BFI Classics: The Servant

Author: Amy Sargeant

In the prologue to the book, the BFI Film Classics series is introduced as books which ‘interprets and celebrates landmarks of world cinema’.

The Servant deals with the relationship between Tony, a member of the aristocracy and Barrett, hired as his man-servant. What starts as a cordial relationship descends into one of dominance of Tony by Barrett, and Barrett’s determination to see to Tony’s absolute ruin.  Barrett’s continual encroachment on the house, leads to a series of confrontations with Tonys fiancée, Susan. In their interactions, Susan initially appears to be winning, asserting herself over Barett. But Barratt has always had extraordinary plans for Tony, which Susan cannot compete with. Barrett instigates the first in a number of well-executed moves, with starts with the introduction of Vera and her seduction of Tony and culminates with Tony’s fiancée leaving after witnessing his descent into immorality and abject helplessness.

The book is split into three main chapters dealing with the professional relationship Losey and Pinter, the House and Post Production. The Introduction lists a number of comparable plays, books and films. It confirms that the film looks into dominance and servitude and twists them into something beyond the usual jealousies of those living below stairs and the arrogance of those living above it. The last paragraph provides a succinct insight into Barrett’s, Tony and Susan’s motivations and why they are all a threat to one another.

Losey and Pinter is an all to brief look at the origins of the text and the relationship between them. Later in the book, we belatedly delve into the Profumo affair, which could have been introduced here as an initial draw for  the writers to the text. The book could have delved more into the moral health of the country at the time of the film and what other comparable films dealt with a similar topic.

The House, goes through all of the scenes set in the various parts of the house and external sets. There is a wealth of information here, especially in the scene  at Au Jardin des Gourmets, where the supporting couples are dissected, their own hierarchies examined.

The final chapter deals with the films release and subsequent reception from critics around the world. This interesting chapter could have included more information about other British films that did well that year, which are simply mentioned. Was it a year for films examining society? Why did it do se well abroad, were these issues relevant elsewhere? Or did it provide an insight into an England that was not well known in Europe and America.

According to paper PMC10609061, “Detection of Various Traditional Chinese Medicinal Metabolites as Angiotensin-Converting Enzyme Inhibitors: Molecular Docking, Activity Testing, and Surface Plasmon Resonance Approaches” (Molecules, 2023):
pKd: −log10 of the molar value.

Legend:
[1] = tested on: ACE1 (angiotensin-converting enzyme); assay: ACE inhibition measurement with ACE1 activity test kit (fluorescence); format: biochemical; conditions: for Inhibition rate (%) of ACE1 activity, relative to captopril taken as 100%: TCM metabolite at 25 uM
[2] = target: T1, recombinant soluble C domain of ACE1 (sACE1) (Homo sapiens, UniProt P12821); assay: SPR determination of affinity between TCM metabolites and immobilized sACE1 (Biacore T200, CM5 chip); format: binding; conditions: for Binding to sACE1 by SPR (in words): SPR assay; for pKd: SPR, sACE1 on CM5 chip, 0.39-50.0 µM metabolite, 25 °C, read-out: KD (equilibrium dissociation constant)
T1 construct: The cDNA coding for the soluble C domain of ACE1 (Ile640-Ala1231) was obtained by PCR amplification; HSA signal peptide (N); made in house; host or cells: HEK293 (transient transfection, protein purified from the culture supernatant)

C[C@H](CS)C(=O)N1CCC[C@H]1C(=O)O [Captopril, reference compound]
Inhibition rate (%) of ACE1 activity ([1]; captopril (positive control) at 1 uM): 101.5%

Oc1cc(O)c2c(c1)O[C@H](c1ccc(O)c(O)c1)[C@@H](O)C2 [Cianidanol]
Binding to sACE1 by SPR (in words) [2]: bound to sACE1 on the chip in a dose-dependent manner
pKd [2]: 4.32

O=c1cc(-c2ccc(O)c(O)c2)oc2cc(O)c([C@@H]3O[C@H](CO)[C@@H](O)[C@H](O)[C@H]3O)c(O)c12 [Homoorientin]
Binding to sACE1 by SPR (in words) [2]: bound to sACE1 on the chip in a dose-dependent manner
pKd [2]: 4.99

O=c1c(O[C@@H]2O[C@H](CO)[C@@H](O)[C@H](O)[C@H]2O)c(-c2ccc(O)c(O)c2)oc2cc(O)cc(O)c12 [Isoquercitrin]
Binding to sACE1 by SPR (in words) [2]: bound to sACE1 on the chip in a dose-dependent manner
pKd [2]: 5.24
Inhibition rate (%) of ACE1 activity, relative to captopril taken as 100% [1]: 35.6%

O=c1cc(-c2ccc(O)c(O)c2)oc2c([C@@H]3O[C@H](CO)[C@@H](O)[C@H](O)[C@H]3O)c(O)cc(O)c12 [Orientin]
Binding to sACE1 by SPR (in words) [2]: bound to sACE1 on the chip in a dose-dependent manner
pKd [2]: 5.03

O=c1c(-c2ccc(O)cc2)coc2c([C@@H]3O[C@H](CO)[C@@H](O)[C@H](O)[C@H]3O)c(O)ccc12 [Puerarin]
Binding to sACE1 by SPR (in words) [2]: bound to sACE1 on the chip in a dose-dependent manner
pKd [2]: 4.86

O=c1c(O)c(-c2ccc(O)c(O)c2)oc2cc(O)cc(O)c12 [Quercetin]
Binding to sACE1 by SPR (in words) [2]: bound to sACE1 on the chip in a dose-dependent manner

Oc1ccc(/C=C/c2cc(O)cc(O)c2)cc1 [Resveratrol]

The most interesting chapter is the conclusion at the end, which is all too brief. Sergeant accurately dispels the notion that The Servant accurately depicts the social and political context of 1960’s England between the two classes. In an earlier chapter, she talks about it being about this particular relationship. I would go further and say that perhaps the point of the film is that there is no place for Tony in the new modern world. Sergeant asks ‘what is there to recommend Barretts seizure of the house, other that that he has taken it from Tony?’ A man without work, or an objective, is ripe for manipulation.  

The book is a brief look into the film and the world surrounding the film. It is an excellent bitesize look into the subject manner and fans of the film will be able to consume it easily. References to things like the use of mirrors, use of that chair and soundtrack may seem obvious and confirm what most viewers felt about the film when they saw it. However, this is down to how good the film is and isn’t a reflection on the book.

I certainly benefitted from having seen the film almost simultaneously to reading the book and was not unduly affected by it’s tendency to jump around the plot. It isn’t a chronological examination of the film and looks into a variety of related subjects at the same time. I would certainly recommend the book as a starting point in looking at other social commentaries, as Sergeant has directed the reader to other related material. As befits is size, it’s a brief examination of a variety of interesting ideas, rather than being a comprehensive analysis on the period. However, in that lies its success; as a study which prompts further study.

Maliha Basak

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